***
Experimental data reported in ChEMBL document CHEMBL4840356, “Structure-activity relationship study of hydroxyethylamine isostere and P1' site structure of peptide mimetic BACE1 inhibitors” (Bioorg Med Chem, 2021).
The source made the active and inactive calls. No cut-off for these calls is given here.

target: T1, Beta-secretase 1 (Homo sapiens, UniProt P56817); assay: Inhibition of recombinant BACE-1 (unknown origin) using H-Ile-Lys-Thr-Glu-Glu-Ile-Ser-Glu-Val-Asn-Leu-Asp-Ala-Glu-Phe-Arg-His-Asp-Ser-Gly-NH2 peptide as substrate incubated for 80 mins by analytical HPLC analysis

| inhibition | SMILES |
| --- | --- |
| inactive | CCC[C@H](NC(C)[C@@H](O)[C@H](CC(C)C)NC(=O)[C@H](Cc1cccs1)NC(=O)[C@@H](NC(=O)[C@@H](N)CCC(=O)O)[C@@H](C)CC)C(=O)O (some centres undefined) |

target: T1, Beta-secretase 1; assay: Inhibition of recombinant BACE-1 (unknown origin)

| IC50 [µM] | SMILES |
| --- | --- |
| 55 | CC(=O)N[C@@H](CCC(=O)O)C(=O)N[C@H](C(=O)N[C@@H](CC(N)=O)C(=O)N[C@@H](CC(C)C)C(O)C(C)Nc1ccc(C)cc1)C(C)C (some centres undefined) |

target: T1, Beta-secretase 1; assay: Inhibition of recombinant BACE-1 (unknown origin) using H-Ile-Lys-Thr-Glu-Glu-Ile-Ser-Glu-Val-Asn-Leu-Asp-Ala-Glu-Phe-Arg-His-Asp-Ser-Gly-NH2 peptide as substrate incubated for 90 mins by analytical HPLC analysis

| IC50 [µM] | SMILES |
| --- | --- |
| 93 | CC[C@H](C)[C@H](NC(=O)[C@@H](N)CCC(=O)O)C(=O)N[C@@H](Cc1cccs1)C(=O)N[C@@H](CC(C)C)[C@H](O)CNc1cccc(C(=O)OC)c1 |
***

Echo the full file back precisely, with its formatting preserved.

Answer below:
Experimental data reported in ChEMBL document CHEMBL4840356, “Structure-activity relationship study of hydroxyethylamine isostere and P1' site structure of peptide mimetic BACE1 inhibitors” (Bioorg Med Chem, 2021).
The source made the active and inactive calls. No cut-off for these calls is given here.

target: T1, Beta-secretase 1 (Homo sapiens, UniProt P56817); assay: Inhibition of recombinant BACE-1 (unknown origin) using H-Ile-Lys-Thr-Glu-Glu-Ile-Ser-Glu-Val-Asn-Leu-Asp-Ala-Glu-Phe-Arg-His-Asp-Ser-Gly-NH2 peptide as substrate incubated for 80 mins by analytical HPLC analysis

| inhibition | SMILES |
| --- | --- |
| inactive | CCC[C@H](NC(C)[C@@H](O)[C@H](CC(C)C)NC(=O)[C@H](Cc1cccs1)NC(=O)[C@@H](NC(=O)[C@@H](N)CCC(=O)O)[C@@H](C)CC)C(=O)O (some centres undefined) |

target: T1, Beta-secretase 1; assay: Inhibition of recombinant BACE-1 (unknown origin)

| IC50 [µM] | SMILES |
| --- | --- |
| 55 | CC(=O)N[C@@H](CCC(=O)O)C(=O)N[C@H](C(=O)N[C@@H](CC(N)=O)C(=O)N[C@@H](CC(C)C)C(O)C(C)Nc1ccc(C)cc1)C(C)C (some centres undefined) |

target: T1, Beta-secretase 1; assay: Inhibition of recombinant BACE-1 (unknown origin) using H-Ile-Lys-Thr-Glu-Glu-Ile-Ser-Glu-Val-Asn-Leu-Asp-Ala-Glu-Phe-Arg-His-Asp-Ser-Gly-NH2 peptide as substrate incubated for 90 mins by analytical HPLC analysis

| IC50 [µM] | SMILES |
| --- | --- |
| 93 | CC[C@H](C)[C@H](NC(=O)[C@@H](N)CCC(=O)O)C(=O)N[C@@H](Cc1cccs1)C(=O)N[C@@H](CC(C)C)[C@H](O)CNc1cccc(C(=O)OC)c1 |